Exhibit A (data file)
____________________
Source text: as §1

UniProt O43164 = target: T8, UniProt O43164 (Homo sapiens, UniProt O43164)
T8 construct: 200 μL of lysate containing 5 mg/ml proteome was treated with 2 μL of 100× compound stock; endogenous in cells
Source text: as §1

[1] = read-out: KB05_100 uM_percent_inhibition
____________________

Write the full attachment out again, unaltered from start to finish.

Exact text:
Source text: as §1

UniProt O43164 = target: T8, UniProt O43164 (Homo sapiens, UniProt O43164)
T8 construct: 200 μL of lysate containing 5 mg/ml proteome was treated with 2 μL of 100× compound stock; endogenous in cells
Source text: as §1

[1] = read-out: KB05_100 uM_percent_inhibition